It is, however, contended that the assignment in question was void because of the fraudulent omission from the schedule by Moores of certain property which constituted a part of the partnership assets, and was appropriated by him to his own use. But this fraud upon the part of Moores did not affect the rights of the assignee and of the beneficiaries of the trust, who were ignorant of the fraud of the grantor. Such seems to be the established doctrine of the supreme court of Arkansas. In Hempstead v. Johnston, 18 Ark. 140, it was said that a deed of trust or other conveyance is not necessarily void 'because its effect is to hinder and delay the creditors of the grantor in the collection of their claims; but such must be its object. It must be a fraudulent contrivance for that purpose, and the grantee, or person to be benefited by the conveyance, must be party privy to the fraudulent design.' Referring to the facts which existed in that case,—that the grantor was in failing circumstances when the deed of trust was made; that suits were pending against him; and that some of the beneficiaries were his near relatives,—the court said: 'But all these facts may and do exist in many cases consistently with the hypothesis that the conveyance was made in good faith to secure preferred creditors whose demands are just.' In Cornish v. Dews, 18 Ark. 181, the court said: 'As held in the case of Hempstead v. Johnston, supra, if the deed was valid when executed, no subsequent conduct on the part of the grantor, or the trustee, however fraudulent, could avoid the deed, and deprive the creditors, accepting it in good faith and not participating in the fraud, of their rights under it. And even if Cornish(the grantor) had the purpose, when he made the deed, of hindering and delaying creditors not provided for by it, yet if the preferred creditors were not parties or privies to his fraudulent purpose, but accepted the deed in good faith to secure the debts really due them, it would be valid as to them.' See, also, Mandel v. Peay, 20 Ark. 329; Hunt v. Weiner, 39 Ark. 75. The rule announced by the supreme court of Arkansas is in harmony with the settled doctrines of this court, and accords with sound reason. Marbury v. Brooks, 7 Wheat. 556, 577; Brooks v. Marbury, 11 Wheat. 78, 89; Tompkins v. Wheeler, 16 Pet. 106, 118. There was nothing upon the face of the deed to Emerson to indicate that it was made for any other purpose than, in good faith, to make provision for the payment of certain debts held against the grantor as surviving partner,—first, debts due to the preferred creditors, and, then, debts held by other creditors. If the intentional omission by the grantor of certain property from his schedule, and his appropriation of it to his own use, was such a fraud as would vitiate the deed, where the assignee or the preferred creditors have previous notice of such omission, that result cannot happen when they were ignorant of the fraud at the time they accepted the benefit of the conveyance.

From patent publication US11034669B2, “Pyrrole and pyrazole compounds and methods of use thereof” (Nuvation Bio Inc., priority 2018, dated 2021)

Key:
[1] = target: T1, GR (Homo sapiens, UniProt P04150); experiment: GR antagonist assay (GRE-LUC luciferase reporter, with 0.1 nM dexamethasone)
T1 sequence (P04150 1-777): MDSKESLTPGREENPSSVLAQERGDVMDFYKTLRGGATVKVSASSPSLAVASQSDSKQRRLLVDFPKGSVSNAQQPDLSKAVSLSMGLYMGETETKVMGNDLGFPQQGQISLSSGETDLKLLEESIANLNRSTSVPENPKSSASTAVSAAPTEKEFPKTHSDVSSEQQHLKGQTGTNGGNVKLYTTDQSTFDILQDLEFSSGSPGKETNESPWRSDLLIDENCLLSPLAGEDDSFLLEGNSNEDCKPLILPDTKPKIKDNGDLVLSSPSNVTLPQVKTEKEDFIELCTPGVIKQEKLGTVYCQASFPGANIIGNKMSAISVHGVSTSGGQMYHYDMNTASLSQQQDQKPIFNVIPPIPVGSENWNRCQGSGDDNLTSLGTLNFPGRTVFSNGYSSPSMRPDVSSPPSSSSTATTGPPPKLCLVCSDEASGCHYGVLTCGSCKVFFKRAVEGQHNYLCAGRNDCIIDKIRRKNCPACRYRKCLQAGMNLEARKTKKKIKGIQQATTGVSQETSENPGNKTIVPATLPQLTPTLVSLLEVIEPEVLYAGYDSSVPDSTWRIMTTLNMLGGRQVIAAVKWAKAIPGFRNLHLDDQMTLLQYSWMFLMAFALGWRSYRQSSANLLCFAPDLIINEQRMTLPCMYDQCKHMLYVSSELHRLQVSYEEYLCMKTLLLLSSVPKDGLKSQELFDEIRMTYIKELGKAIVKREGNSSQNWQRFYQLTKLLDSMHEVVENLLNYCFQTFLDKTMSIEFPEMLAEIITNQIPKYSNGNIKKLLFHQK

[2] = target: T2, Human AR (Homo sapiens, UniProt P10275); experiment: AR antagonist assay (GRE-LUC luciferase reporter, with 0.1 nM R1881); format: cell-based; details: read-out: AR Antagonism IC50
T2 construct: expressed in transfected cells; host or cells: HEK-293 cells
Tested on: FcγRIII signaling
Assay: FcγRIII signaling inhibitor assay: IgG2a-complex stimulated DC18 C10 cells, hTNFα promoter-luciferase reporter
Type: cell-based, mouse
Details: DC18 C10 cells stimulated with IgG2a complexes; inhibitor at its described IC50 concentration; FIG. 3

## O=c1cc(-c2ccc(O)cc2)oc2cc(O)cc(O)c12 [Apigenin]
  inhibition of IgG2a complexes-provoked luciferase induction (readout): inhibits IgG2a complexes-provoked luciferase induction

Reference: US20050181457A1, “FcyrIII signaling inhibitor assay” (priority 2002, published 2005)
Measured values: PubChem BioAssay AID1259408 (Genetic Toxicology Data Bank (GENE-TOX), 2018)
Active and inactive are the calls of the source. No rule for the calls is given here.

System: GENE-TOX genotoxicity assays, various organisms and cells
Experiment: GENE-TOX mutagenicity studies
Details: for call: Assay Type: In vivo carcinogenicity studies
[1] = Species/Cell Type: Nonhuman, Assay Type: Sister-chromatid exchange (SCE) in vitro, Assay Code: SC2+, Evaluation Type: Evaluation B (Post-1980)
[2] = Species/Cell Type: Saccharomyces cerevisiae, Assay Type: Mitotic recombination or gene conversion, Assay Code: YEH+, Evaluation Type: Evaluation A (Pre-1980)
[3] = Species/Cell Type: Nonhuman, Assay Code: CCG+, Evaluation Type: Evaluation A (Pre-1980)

The judgment is reversed, with directions to enter judgment on the special finding of facts in favor of the plaintiff in error.


S. C. 16 Fed. Rep. 206